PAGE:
Hedgelaying Day

A traditional skill I have always wanted to learn is the process of hedge laying. When I heard that Keep Wales Tidy in association with the Woodland Trust were running taster days of hedge laying locally as part of their ‘Long Forest‘ project, I jumped at the opportunity to learn a new skill. Hedgerows have been used for centuries as living stockproof boundaries and unlike the modern alternative of fencing, they can be regenerated time and time again. Laid hedgerows also have huge benefits for wildlife and are more aesthetically pleasing than modern flailed hedges, which not only look messy, but quickly become bare at the base and fall into decline . While many fences have long decayed and rotten away, 200 year old hedges have stood the test of time.

The hedge formed a boundary to a community garden, providing shelter for raised beds

Walk along old farm boundaries and you may see the tell tale signs of historical hedgelaying, near the base of the hawthorns and hazels gnarled branches lie horizontally. As with other traditional techniques there are regional variances that have developed over time, adapted to local conditions, customs and tools.

The hedge before being laid

Whichever style is being used the principle methods are the same: Cut 3/4 of the way through the trunk of the hedge tree and lay it horizontally at a 25 to 45 degree angle, weaving it in and out of regularly spaced stakes driven into the ground. Although the majority of the woody part of the trunk has been cut a section of cambium and sapwood which carries the essential nutrients to the branches is kept intact. The tree reacts by sending vertical shoots along the laid branch as well as regrowing from the base of the stump creating a thick new hedgerow as solid as a fence.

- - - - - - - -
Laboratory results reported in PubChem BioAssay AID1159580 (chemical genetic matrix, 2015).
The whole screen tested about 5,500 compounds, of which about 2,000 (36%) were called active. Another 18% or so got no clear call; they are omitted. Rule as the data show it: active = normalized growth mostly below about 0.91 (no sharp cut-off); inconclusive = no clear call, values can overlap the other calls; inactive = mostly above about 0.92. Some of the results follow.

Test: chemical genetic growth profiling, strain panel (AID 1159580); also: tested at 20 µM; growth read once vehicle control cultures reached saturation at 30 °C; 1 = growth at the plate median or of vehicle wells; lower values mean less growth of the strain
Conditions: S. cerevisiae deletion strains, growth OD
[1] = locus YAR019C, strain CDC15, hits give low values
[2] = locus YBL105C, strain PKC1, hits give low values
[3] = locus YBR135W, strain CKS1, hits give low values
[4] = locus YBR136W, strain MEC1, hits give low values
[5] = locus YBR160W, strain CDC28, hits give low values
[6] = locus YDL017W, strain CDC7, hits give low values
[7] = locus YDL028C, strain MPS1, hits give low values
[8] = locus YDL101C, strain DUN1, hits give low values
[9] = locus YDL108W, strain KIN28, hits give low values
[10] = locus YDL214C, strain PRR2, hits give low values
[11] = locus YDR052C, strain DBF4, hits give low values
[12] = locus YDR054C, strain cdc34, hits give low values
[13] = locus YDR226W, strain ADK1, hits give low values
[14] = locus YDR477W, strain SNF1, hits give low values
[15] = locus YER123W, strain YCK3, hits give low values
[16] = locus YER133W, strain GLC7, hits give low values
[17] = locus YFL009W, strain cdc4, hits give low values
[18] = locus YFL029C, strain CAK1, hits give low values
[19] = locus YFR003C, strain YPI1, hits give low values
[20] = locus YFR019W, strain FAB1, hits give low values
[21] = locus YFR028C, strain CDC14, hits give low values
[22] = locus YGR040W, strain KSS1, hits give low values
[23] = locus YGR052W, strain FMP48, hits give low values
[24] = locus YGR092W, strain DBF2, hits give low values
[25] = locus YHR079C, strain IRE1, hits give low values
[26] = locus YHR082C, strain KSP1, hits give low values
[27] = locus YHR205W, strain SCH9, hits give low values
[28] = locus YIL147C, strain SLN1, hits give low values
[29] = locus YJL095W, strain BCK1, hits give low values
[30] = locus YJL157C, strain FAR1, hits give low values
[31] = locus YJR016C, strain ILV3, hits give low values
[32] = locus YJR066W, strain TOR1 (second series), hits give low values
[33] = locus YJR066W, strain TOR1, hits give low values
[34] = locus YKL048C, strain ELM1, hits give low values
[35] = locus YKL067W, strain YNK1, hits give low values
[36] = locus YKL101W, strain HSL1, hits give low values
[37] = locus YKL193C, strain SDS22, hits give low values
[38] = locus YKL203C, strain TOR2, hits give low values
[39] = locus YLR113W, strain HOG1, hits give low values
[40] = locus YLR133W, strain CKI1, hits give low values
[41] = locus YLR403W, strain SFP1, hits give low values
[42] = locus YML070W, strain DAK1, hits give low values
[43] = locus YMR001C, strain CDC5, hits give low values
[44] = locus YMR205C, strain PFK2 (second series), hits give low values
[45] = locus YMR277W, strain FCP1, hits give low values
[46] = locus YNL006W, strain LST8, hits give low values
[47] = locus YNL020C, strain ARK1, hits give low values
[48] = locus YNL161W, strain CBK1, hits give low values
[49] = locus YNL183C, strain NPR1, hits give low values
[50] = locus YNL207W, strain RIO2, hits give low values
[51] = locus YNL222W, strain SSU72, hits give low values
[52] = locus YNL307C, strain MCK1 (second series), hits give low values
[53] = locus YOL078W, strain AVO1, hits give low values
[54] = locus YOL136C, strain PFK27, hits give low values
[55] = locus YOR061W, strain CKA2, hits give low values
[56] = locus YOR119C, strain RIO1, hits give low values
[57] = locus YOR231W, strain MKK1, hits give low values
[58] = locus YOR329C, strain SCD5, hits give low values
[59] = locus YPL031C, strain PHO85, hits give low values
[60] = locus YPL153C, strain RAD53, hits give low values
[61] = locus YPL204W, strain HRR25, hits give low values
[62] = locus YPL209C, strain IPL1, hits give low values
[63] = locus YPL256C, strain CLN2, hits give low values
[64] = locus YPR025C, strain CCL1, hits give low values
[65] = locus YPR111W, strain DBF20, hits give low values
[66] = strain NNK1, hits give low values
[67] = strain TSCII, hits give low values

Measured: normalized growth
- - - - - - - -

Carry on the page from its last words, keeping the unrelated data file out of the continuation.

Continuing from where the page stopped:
The most important tool for hedgelaying is the billhook, which consists of a sturdy curved blade sometimes double sided and is used to slice through the trunk. An axe, thick gauntlet gloves and in modern hedgelaying, a chainsaw and handsaw are also used.


A Morris of Dunsford Newtown pattern billhook

The three essential parts of the laid hedge are the pleacher, the trunk/branch that is laid, the stakes used to provide supports to weave the hedge between and the binding which ties the stakes together for extra strength. The hedge needs to be around at least 8 feet high to be able to lay it properly and, for ease of cutting, not too thick at the base. The hedge we were given to work on was only ten years old and the perfect size to practice hedgelaying. Planted as part of a community project it contained a mixture of Hawthorn, Hazel, Field Maple and Blackthorn

An angled cut made with a billhook